EXPERT COMMENT

Employers should not layoff staff

Apart from the grave health risks posed by coronavirus, the pandemic threatens our socio-economic well being. We are staring at a huge economic slowdown as our economy reels from the effects of the scourge.

In Summary
  • OUR Nation is grappling with an unprecedented crisis brought by the coronavirus pandemic. This international scourge threatens to penetrate the heart of our very existence.
  • Elsewhere in the world, most nations are at a lockdown as the crisis bites. We are at war, not against an adversary with lethal weapons, but against an unforeseen foe that threatens to cripple health systems and economies.
VP Kalonzo Musyoka
VP Kalonzo Musyoka

OUR Nation is grappling with an unprecedented crisis brought by the coronavirus pandemic. This international scourge threatens to penetrate the heart of our very existence.

Elsewhere in the world, most nations are at a lockdown as the crisis bites. We are at war, not against an adversary with lethal weapons, but against an unforeseen foe that threatens to cripple health systems and economies.

Apart from the grave health risks posed by the pandemic, the disease threatens our socio-economic well being. We are staring at a huge economic slowdown as our economy reels from the effects of the scourge.

 
 

Companies as well as small and medium enterprises (SMEs) face dire financial straits.  History has proven that, during such moments of crises, the most obvious “recourse” taken by employers is mass lay-offs.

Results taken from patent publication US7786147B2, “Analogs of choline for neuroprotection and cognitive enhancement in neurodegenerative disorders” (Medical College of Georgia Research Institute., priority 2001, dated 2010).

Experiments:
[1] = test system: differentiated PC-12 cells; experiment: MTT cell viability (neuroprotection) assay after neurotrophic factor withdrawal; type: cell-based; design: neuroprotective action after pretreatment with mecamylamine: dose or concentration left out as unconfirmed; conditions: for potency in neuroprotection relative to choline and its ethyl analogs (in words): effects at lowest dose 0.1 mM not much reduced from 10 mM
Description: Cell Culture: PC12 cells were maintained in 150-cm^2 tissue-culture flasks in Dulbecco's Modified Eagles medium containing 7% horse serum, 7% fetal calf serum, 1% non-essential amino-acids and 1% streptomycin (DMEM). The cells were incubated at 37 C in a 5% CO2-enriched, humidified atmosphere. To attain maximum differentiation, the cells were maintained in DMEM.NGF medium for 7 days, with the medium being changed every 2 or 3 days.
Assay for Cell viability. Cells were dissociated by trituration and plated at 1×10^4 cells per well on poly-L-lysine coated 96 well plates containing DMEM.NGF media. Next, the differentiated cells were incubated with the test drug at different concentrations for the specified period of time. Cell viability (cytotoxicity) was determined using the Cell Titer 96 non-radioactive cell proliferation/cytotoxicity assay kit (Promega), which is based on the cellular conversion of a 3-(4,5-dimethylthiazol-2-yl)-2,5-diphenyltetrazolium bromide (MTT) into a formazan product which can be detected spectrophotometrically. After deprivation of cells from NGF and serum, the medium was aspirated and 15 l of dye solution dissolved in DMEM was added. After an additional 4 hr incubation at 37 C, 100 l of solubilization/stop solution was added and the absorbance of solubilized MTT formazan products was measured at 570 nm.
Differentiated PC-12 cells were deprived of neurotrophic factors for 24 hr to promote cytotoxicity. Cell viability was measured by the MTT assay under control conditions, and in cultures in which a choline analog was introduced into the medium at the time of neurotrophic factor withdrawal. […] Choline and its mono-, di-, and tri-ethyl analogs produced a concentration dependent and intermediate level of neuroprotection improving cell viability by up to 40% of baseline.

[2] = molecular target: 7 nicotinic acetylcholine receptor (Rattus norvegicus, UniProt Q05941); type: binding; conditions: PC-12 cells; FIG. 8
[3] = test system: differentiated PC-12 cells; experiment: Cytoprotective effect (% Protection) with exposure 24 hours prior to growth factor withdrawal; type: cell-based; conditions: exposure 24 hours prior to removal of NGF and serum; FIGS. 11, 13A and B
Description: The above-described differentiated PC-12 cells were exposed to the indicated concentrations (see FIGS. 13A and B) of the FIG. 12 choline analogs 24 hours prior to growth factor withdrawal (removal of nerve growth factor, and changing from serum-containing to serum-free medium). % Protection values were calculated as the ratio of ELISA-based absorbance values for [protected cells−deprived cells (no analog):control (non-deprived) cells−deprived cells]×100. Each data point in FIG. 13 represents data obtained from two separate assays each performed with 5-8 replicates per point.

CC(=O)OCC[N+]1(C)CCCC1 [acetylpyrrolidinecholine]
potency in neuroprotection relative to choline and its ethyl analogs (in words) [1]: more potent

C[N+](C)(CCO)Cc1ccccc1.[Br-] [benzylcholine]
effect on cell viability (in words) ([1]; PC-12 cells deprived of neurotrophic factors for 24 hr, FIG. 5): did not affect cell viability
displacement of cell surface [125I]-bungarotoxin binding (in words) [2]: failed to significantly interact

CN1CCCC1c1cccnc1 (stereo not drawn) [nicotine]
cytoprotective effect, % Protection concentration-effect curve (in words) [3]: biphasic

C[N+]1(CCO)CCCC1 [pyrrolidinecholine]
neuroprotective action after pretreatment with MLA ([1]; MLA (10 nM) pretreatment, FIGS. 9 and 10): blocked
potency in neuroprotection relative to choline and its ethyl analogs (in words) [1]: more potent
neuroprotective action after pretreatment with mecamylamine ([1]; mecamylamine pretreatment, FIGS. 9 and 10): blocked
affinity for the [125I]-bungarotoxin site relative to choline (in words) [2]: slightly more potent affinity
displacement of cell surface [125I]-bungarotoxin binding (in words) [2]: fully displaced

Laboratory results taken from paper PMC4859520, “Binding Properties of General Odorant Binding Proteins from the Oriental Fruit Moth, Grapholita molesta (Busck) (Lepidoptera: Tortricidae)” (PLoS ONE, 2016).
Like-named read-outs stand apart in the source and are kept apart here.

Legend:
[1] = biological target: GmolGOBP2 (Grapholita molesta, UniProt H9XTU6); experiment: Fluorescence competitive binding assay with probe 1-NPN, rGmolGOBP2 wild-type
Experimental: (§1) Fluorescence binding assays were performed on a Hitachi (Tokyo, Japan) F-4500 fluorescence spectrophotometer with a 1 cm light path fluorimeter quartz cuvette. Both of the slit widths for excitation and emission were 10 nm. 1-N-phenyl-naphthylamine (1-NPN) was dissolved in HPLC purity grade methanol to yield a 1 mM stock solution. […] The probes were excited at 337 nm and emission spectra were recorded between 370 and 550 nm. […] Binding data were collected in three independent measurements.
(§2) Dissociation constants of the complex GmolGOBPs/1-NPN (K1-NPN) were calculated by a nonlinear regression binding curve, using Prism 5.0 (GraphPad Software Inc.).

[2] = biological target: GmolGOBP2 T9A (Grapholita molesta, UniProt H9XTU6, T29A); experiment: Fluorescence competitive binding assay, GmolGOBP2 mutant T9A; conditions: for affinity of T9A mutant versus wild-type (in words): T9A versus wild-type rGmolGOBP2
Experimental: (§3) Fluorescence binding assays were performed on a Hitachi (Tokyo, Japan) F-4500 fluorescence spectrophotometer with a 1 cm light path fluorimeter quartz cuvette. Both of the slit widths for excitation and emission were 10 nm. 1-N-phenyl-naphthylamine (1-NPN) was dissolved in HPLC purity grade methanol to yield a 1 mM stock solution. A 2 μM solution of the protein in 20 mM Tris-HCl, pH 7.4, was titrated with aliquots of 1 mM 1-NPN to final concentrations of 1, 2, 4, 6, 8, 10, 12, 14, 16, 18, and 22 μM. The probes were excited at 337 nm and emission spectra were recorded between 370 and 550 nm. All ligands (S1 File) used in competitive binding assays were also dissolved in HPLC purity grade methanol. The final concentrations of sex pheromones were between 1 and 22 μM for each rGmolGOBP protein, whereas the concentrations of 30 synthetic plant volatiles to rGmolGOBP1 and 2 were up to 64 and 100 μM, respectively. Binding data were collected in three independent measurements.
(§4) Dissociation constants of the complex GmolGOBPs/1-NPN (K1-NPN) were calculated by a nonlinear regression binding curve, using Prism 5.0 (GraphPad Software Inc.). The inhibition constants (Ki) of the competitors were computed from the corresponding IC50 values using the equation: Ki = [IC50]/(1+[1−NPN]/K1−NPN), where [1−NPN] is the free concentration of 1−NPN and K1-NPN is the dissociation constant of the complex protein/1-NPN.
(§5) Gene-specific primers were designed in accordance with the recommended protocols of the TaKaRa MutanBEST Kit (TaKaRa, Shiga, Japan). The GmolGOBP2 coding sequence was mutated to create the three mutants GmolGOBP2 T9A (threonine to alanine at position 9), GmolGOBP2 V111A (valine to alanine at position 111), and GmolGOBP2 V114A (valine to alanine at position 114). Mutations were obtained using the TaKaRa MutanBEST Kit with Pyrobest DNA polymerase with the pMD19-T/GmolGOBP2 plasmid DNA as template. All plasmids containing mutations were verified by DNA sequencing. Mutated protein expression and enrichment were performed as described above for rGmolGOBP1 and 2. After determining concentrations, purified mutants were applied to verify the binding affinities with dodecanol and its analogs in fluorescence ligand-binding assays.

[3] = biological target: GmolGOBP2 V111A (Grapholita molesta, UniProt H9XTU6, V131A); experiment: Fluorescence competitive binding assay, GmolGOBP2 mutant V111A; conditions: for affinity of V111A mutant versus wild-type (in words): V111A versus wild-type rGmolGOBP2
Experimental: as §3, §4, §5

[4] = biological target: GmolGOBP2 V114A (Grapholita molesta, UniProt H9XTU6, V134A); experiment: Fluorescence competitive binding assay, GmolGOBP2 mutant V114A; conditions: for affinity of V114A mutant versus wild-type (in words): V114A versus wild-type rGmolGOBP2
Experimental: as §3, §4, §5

I urge employers to avoid sacking their workers at this time and to consider alternatives such as unpaid leave. Every company or SME should come up with alternative mitigation measures other than complete shutdowns. 

With regard to the foregoing, I urge the Government to consider giving incentives to companies to mitigate the tough economic times.

Such measures may include tax breaks for between the next three to six months, so as to enable the companies to ride over the turbulence.

I am aware that, even without the painful consequences brought about by coronavirus, most Kenyans are in a debt cycle.

In the last couple of years, financial institutions have been reporting a huge spillover of non-performing loans. Yet, this situation is not as a result of deliberate refusal by Kenyans to honour their financial obligations, but rather due to inability to pay due to harsh economic times. Coronavirus has just made a bad situation much worse! 

I propose that lenders, including mobile (digital) money lenders, consider a three to a six-month moratorium on loan and mortgage payments.

 
 

Treasury CS Ukur Yatani may consider calling for a consultative meeting with the banks to discuss ways of cushioning the financial institutions from financial aftershocks.

Statement by Kenya Special Envoy to South Sudan